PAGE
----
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Mexico's Community-Managed Forests as a Global Model for Sustainable Landscapes

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Type: Journal Article
Author: Bray, David Barton; Merino-Pérez, Leticia; Negreros-Castillo, Patricia; Segura-Warnholtz, Gerardo; Torres-Rojo, Juan Manuel; Vester, Henricus F. M.
Journal: Conservation Biology
Volume: 17
Page(s): 672-677
Date: 2003
URI: https://hdl.handle.net/10535/8792
Sector: Forestry
Region: Central America & Caribbean
Subject(s): human-environment interaction
sustainability
indigenous institutions
local knowledge
forest management
community forestry
livelihoods
devolution
timber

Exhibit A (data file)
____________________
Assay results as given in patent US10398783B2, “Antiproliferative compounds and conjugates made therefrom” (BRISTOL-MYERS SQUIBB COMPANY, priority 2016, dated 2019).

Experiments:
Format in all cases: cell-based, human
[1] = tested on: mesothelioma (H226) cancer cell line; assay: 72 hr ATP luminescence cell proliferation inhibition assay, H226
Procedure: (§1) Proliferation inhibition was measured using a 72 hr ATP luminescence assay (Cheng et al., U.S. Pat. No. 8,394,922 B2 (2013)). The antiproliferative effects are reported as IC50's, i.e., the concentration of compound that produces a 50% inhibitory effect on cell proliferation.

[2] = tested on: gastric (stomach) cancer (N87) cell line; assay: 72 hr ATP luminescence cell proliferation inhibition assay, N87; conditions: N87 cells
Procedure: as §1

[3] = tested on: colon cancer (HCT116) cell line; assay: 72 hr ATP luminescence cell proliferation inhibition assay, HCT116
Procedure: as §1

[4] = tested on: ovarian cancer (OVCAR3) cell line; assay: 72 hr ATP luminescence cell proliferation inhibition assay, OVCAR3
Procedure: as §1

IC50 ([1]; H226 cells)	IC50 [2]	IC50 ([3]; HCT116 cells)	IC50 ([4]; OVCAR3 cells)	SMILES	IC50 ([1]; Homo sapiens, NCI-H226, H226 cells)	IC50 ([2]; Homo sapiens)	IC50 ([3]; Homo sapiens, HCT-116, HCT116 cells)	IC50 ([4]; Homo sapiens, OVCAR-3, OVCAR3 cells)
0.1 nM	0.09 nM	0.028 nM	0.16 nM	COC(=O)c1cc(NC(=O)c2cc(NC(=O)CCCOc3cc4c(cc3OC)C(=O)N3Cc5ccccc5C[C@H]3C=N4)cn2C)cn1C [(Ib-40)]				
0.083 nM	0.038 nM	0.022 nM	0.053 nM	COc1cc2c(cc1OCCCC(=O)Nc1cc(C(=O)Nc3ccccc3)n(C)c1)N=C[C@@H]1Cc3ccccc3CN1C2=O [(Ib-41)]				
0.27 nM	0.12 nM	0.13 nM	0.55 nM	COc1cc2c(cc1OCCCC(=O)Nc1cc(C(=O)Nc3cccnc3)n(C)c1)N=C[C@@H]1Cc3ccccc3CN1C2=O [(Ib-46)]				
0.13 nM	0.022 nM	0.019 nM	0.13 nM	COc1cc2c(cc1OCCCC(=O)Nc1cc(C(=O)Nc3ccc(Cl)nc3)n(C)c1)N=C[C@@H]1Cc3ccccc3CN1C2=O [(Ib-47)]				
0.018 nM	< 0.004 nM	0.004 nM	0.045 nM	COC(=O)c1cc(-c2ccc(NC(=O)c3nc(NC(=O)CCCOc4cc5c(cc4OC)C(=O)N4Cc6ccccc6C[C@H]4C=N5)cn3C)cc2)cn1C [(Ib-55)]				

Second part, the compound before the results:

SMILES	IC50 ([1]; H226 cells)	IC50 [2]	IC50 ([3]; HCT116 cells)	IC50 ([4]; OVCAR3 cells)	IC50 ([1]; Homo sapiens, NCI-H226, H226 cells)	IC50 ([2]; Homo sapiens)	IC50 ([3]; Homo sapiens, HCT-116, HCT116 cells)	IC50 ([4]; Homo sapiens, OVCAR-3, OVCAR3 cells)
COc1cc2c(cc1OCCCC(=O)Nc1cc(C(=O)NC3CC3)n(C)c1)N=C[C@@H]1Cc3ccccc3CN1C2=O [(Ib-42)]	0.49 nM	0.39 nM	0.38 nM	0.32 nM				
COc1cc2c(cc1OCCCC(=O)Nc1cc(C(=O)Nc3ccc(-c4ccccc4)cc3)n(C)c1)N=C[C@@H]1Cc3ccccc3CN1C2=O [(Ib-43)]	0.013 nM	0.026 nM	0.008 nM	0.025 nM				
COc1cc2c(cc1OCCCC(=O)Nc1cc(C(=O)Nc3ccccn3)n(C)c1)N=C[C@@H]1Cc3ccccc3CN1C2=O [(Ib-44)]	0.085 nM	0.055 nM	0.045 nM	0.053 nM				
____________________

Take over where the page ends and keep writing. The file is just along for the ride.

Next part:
Abstract: "Researchers concerned with sustainable management of forests in the tropics have argued that the road to improved stewardship of forest resources is the transfer of responsibility to the local communities who get their livelihoods from them. On the other hand, conservationists have declared that the only way to stem the tide of deforestation is to place as many tracts as possible under strict protection. In this context, Mexico presents a national laboratory for studying the social and ecological benefits of delivering forests to local people. As a little-noticed result of the Mexican Revolution in the second decade of the twentieth century, well over half of the forests of Mexico were placed in community-held lands. In historic struggles that passed through several phases, most of these communities have now gained substantial control over the use of their forests. Because of the substantial degree of social capital in rural forms of organization in Mexico, this control of forest resources has led to an estimated 290,479 community forest enterprises ( CFEs ), through which communities are producing timber on their own lands. New studies are beginning to suggest that important gains in both social and economic justice, good forest management, and biodiversity protection are resulting from the actions of these CFEs. As more forests globally are being devolved to local communities, it is important to carry out more research on the Mexican model of community forest management for timber production."

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